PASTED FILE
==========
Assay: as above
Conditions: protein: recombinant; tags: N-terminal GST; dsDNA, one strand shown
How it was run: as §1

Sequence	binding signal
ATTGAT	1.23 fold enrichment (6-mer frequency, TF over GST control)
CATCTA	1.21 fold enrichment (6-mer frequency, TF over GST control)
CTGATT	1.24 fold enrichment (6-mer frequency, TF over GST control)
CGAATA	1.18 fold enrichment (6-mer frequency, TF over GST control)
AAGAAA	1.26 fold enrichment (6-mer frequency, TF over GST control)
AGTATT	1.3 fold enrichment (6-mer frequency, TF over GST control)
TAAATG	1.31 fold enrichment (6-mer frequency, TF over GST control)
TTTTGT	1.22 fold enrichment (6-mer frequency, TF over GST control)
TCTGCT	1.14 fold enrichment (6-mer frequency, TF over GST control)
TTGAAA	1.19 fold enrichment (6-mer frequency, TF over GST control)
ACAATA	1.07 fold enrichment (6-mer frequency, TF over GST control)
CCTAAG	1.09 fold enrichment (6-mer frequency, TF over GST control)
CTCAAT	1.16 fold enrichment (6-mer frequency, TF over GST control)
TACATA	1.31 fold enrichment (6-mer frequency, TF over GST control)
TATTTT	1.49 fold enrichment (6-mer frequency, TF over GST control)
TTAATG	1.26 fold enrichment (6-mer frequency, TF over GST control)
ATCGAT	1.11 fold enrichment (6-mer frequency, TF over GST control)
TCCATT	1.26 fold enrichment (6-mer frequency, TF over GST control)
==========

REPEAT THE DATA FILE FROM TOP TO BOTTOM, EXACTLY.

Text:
Assay: as above
Conditions: protein: recombinant; tags: N-terminal GST; dsDNA, one strand shown
How it was run: as §1

Sequence	binding signal
ATTGAT	1.23 fold enrichment (6-mer frequency, TF over GST control)
CATCTA	1.21 fold enrichment (6-mer frequency, TF over GST control)
CTGATT	1.24 fold enrichment (6-mer frequency, TF over GST control)
CGAATA	1.18 fold enrichment (6-mer frequency, TF over GST control)
AAGAAA	1.26 fold enrichment (6-mer frequency, TF over GST control)
AGTATT	1.3 fold enrichment (6-mer frequency, TF over GST control)
TAAATG	1.31 fold enrichment (6-mer frequency, TF over GST control)
TTTTGT	1.22 fold enrichment (6-mer frequency, TF over GST control)
TCTGCT	1.14 fold enrichment (6-mer frequency, TF over GST control)
TTGAAA	1.19 fold enrichment (6-mer frequency, TF over GST control)
ACAATA	1.07 fold enrichment (6-mer frequency, TF over GST control)
CCTAAG	1.09 fold enrichment (6-mer frequency, TF over GST control)
CTCAAT	1.16 fold enrichment (6-mer frequency, TF over GST control)
TACATA	1.31 fold enrichment (6-mer frequency, TF over GST control)
TATTTT	1.49 fold enrichment (6-mer frequency, TF over GST control)
TTAATG	1.26 fold enrichment (6-mer frequency, TF over GST control)
ATCGAT	1.11 fold enrichment (6-mer frequency, TF over GST control)
TCCATT	1.26 fold enrichment (6-mer frequency, TF over GST control)